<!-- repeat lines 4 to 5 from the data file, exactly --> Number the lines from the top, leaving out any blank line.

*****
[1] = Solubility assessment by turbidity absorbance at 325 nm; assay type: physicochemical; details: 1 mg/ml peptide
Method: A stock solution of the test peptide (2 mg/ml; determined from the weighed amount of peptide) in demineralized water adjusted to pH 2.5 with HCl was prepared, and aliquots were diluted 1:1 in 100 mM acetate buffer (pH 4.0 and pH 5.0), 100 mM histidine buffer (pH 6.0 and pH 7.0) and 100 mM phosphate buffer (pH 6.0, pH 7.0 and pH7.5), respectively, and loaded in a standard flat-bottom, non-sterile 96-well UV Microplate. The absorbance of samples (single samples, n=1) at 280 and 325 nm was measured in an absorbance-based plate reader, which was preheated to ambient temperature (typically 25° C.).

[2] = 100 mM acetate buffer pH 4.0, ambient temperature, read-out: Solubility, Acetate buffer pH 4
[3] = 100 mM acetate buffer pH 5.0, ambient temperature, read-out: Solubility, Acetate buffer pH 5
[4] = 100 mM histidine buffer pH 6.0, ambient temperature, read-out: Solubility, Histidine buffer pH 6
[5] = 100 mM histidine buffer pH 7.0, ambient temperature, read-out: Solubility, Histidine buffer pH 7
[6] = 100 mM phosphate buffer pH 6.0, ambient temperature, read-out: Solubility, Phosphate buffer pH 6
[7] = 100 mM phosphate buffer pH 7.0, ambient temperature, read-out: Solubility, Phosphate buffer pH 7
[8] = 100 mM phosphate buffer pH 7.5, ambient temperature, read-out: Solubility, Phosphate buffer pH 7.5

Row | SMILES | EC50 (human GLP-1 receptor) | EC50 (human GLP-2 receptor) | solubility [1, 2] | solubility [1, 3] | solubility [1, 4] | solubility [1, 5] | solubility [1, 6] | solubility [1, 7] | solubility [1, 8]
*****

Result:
[3] = 100 mM acetate buffer pH 5.0, ambient temperature, read-out: Solubility, Acetate buffer pH 5
[4] = 100 mM histidine buffer pH 6.0, ambient temperature, read-out: Solubility, Histidine buffer pH 6